Skip to content

A Pilgrimage to Glastonbury

January 29, 2011

On a beautiful spring morning I journeyed across the Polden Hills in Somerset on a pilgrimage to Glastonbury. All was still and only the song of the dawn chorus broke the peace of the land, or rather the dawn chorus was part of the peace of the land. I seemed to be travelling in a world of green, for all the trees were filled with those first fresh leaves of the year. There was not the slightest breeze, all was still. There was no sign of life in any of the cottages as I passed by. I felt at ease in the quietness of the world.

Glastonbury Abbey

 

An hour or two before, when it wasn’t even light, I had left behind the marshes of the Somerset Levels, the ‘Sad Sedgemoor’ of Thomas Hardy’s poem The Trampwoman’s Tragedy, where so many west country men had died on that July day of 1685, when the Duke of Monmouth’s rebellion had come to such a bloody conclusion. That battle had been fought mostly in the dark and I almost sensed the rattle of the muskets and the crash of the cannons as I wandered by. It was to these same Polden Hills that the luckless Monmouth had fled after the rout, on an escape across southern England that was to lead only to the executioner’s block in the Tower of London. But my journey was without hurry and absent from fear.

Sometimes when I walk in this solitary way my feelings are interrupted by memories of music. Like most people I have my favourite composers and beloved pieces. This day it was Vaughan Williams’ Fantasia on a Theme of Thomas Tallis, that beautiful composition which brings together two of England’s greatest composers, spanning the centuries in a collective work of genius. It seemed very appropriate on this lovely morning and I fancied I could hear the music all around me in the still of the air. As I was walking towards the ruined abbey at Glastonbury the religious overtones of the music seemed to uplift my spirit and carry me on to a plane far removed from the prosaic and materialistic modern age. I felt in harmony with an older time and much the better for that.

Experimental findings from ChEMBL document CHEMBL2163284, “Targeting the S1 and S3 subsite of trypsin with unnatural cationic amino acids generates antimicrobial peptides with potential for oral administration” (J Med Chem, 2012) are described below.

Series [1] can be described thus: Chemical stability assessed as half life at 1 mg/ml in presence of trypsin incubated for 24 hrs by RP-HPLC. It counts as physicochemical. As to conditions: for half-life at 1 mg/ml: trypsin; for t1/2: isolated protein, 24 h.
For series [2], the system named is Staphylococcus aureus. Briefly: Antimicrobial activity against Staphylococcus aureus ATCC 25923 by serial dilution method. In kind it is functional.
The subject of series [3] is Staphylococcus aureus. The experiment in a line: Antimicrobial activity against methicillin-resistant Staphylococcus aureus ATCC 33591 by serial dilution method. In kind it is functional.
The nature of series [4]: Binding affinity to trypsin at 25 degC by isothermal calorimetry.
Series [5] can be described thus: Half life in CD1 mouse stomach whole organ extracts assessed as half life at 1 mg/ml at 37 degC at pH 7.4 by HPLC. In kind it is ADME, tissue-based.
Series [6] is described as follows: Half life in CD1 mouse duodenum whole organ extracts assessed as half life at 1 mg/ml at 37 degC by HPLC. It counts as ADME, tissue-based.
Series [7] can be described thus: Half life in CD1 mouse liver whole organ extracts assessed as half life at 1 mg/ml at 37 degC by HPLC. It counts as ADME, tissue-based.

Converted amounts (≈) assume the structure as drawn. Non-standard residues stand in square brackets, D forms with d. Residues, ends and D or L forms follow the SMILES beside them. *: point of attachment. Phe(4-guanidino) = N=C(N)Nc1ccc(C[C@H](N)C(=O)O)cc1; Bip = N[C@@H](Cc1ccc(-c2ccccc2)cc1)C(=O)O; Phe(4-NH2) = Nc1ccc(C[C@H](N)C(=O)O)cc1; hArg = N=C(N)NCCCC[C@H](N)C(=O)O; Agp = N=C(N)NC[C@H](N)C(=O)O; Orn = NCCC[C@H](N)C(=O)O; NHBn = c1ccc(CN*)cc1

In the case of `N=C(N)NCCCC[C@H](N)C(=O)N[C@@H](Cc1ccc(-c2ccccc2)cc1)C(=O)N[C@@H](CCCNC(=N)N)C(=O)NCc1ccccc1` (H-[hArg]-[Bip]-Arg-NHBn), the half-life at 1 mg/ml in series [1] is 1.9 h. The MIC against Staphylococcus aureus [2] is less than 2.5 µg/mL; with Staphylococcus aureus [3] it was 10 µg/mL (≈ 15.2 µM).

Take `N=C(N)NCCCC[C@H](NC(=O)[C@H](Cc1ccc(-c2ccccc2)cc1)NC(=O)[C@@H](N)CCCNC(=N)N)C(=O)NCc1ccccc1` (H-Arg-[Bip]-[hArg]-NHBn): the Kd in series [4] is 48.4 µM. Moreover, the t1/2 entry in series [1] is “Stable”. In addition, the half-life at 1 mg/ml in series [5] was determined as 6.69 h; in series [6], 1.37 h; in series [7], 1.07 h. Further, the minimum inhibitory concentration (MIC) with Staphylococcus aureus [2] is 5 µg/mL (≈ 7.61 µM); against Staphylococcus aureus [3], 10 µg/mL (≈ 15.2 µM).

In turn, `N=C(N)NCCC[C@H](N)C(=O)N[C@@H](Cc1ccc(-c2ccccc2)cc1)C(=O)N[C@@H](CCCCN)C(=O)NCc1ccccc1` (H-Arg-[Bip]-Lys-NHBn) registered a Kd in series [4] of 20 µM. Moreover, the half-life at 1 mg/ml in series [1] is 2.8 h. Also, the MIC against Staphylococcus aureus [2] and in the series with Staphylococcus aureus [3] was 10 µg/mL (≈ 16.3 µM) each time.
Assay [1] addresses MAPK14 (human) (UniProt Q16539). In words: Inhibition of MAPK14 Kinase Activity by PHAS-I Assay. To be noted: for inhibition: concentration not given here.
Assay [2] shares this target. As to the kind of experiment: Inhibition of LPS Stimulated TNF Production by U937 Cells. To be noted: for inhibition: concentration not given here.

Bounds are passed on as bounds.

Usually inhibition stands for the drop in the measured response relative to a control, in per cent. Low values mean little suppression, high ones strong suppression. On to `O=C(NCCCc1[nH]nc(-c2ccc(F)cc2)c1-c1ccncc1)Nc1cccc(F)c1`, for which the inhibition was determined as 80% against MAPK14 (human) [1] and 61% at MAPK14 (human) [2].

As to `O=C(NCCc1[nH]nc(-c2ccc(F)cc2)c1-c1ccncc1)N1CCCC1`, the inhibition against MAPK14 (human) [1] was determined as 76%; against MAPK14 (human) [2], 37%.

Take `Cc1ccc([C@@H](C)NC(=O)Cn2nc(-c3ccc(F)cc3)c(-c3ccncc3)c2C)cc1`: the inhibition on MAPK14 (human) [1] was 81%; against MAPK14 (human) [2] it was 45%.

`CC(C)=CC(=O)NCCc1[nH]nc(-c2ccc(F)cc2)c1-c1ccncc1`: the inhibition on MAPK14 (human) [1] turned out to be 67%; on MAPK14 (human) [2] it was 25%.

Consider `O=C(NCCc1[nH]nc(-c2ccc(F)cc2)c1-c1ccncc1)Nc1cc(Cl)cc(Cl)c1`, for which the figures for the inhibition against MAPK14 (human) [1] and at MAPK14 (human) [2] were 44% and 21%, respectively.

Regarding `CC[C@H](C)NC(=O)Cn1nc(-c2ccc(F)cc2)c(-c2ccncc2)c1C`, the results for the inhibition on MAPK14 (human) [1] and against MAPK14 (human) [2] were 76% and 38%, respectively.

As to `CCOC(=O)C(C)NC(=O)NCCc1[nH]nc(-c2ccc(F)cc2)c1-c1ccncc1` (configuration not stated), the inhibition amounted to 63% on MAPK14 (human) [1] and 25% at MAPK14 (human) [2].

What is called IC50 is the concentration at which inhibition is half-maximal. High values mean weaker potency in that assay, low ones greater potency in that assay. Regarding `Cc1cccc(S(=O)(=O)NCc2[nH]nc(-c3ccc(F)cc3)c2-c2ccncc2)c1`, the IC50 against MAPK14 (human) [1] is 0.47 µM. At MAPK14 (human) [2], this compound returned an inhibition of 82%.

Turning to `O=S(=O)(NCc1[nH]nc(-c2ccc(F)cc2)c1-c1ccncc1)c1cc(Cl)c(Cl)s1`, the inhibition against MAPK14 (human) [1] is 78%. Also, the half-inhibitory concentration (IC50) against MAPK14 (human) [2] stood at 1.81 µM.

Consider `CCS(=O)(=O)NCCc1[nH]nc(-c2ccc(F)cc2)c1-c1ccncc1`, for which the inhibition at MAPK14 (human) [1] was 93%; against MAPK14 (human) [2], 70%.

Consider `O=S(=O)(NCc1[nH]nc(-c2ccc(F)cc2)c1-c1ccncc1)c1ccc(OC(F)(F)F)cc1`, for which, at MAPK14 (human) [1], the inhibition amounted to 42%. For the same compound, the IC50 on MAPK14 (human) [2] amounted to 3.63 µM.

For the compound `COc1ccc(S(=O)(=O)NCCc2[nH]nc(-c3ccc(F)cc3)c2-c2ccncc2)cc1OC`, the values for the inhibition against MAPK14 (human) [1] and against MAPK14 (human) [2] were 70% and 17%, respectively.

From a round hilltop on the edge of a wood I caught my first glimpse of Glastonbury Tor rising magical and unearthly out of the great wet plain before me. Once upon a time Glastonbury was an island, the Avalon of British myth, where King Arthur was taken to die – or perhaps to live again. Glastonbury is to this day a strange and ethereal site, somehow not quite of this world, a place where real life and dreams seem to mix. In all my times there I have felt myself healed somehow, refreshed and inspired. For the religious it is supposed to be one of the holiest locations in England indeed, if you accept the claims of those who have fall under its spell, the world. It was to Glastonbury that Christ was supposedly brought by his uncle Joseph of Arimethea. It is said that Joseph planted his staff on the green slopes of Wearyall Hill and watched it transform into the magical Glastonbury thorn tree, which still blooms every Christmas. Historically, there may be a grain of truth in all of this, for Joseph was a renowned merchant and there was certainly trade between the west country and the middle east two thousand years ago.

I headed into centre of the town, wandering through the remnants of the great abbey of Glastonbury, a place of pilgrimage for two thousand years or more. Since the Dissolution it has lain in ruins, but very atmospheric ruins at that. In its day, Glastonbury Abbey was possibly the finest ecclesiastical site in England, worthy of the pilgrims who would walk hundreds of miles to see its splendour and to pay homage to the remains of the saints buried there. Legend decrees that the original wattle church was built by the carpenter Jesus himself on his visit to the island. It was this tradition that inspired William Blake to write the poem which begins ‘And did those feet in ancient time walk upon England’s mountains green’. This original building was incorporated into a later building which was destroyed by fire in 1184. Most of the present walls date from after that time.